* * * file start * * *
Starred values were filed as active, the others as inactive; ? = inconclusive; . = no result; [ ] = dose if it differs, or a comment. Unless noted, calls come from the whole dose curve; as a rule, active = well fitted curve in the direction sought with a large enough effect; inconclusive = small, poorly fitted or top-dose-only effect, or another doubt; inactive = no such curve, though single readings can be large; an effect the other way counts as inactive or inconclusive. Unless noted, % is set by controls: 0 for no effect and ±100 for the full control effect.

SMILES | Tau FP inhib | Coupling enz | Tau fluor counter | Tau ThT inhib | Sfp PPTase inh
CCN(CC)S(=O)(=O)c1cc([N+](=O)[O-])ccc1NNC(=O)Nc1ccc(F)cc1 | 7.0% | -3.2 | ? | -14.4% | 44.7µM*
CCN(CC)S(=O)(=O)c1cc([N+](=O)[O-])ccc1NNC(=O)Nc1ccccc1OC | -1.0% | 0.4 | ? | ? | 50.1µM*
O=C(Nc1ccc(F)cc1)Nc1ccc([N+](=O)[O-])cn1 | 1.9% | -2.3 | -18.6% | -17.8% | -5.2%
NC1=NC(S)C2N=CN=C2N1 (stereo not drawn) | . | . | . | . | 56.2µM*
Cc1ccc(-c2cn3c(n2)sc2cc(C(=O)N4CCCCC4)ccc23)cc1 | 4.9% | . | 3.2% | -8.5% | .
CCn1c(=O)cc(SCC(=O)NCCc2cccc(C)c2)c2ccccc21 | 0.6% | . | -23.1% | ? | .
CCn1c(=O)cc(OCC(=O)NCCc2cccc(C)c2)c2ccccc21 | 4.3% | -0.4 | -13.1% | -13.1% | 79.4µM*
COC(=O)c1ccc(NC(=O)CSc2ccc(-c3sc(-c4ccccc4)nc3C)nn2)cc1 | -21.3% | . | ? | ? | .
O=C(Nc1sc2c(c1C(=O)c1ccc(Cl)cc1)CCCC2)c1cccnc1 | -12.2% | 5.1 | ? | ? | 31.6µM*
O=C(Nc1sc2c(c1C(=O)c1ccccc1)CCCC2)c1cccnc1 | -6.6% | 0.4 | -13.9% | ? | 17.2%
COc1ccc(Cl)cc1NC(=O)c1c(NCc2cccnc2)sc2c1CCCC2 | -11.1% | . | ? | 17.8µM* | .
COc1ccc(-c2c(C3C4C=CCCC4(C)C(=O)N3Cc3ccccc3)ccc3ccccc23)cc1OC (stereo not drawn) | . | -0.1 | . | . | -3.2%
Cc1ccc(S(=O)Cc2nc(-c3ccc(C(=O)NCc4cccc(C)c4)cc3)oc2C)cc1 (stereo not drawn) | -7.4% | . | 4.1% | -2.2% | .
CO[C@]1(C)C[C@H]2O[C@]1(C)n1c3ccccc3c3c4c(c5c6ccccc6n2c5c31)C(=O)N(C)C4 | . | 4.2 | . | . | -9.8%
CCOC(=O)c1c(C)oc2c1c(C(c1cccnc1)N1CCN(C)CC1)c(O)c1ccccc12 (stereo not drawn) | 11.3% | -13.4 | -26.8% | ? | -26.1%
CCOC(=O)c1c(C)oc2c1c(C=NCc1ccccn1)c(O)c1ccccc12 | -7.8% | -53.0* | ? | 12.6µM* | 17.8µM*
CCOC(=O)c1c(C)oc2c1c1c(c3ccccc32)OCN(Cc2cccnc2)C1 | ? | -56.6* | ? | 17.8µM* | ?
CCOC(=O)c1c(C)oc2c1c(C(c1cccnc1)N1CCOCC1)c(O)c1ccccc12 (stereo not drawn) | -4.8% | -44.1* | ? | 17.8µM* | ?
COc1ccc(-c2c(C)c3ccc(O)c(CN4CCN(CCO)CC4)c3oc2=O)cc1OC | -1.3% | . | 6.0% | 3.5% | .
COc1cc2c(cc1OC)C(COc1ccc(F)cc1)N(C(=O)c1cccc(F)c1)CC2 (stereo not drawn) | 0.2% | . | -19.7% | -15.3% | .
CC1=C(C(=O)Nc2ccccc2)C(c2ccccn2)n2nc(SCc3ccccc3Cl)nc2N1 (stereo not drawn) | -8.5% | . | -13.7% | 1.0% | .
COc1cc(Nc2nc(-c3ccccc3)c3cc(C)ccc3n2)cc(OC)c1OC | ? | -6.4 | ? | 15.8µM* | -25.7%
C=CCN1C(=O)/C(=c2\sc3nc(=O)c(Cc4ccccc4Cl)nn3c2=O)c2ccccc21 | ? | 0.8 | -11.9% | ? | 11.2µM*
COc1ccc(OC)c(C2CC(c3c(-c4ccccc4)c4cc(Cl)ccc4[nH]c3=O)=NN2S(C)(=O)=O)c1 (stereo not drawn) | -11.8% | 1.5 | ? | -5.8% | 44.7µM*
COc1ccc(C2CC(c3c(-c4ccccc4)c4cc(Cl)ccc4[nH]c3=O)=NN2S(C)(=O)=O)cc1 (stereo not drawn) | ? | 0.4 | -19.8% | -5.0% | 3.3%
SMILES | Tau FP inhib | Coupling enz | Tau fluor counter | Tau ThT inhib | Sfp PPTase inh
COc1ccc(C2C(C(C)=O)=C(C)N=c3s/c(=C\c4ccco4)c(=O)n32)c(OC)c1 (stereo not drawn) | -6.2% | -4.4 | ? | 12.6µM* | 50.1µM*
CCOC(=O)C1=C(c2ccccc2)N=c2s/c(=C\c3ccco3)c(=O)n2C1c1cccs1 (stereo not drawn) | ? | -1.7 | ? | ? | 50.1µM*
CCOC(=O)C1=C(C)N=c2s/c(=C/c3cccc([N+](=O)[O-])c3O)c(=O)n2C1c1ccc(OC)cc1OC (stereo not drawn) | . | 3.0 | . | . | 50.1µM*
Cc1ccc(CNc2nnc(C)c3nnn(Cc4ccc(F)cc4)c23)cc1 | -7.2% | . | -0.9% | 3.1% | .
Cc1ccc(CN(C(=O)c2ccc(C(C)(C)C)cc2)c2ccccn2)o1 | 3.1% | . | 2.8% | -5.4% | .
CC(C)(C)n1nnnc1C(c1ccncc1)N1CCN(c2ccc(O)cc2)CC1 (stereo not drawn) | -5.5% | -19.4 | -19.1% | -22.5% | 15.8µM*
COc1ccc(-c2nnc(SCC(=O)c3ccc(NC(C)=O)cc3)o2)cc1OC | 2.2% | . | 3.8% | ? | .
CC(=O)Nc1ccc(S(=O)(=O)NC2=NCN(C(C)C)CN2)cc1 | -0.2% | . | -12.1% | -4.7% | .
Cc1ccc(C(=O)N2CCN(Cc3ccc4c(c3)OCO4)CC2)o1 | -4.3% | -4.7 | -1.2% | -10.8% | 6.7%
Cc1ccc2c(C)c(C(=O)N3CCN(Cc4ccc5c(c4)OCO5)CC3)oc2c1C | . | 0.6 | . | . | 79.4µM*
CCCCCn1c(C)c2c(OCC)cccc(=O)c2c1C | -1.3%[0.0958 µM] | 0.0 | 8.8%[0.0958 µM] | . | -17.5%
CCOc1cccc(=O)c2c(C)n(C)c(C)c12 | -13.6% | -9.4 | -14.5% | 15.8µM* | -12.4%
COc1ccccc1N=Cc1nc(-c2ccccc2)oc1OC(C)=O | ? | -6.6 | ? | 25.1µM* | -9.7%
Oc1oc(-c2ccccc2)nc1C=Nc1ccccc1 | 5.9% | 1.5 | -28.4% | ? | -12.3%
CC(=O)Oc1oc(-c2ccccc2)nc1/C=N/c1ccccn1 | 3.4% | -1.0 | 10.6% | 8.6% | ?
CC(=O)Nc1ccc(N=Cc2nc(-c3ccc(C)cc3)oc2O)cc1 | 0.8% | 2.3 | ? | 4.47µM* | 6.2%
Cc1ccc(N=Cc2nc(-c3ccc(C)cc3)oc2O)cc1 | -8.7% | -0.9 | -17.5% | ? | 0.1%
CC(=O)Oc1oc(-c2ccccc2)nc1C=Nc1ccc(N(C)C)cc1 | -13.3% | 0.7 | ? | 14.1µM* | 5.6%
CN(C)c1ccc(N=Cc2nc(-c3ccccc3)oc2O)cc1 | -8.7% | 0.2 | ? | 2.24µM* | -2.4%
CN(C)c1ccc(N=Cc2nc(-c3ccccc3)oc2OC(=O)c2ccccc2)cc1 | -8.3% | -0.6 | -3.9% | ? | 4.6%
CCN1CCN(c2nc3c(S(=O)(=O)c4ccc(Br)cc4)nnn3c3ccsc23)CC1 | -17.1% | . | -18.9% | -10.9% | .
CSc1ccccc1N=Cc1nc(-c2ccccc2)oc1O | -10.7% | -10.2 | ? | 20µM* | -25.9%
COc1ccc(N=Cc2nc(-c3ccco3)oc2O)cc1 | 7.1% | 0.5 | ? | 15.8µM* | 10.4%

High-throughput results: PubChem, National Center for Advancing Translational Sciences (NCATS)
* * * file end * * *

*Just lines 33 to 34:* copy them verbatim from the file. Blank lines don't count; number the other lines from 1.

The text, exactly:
Cc1ccc(CN(C(=O)c2ccc(C(C)(C)C)cc2)c2ccccn2)o1 | 3.1% | . | 2.8% | -5.4% | .
CC(C)(C)n1nnnc1C(c1ccncc1)N1CCN(c2ccc(O)cc2)CC1 (stereo not drawn) | -5.5% | -19.4 | -19.1% | -22.5% | 15.8µM*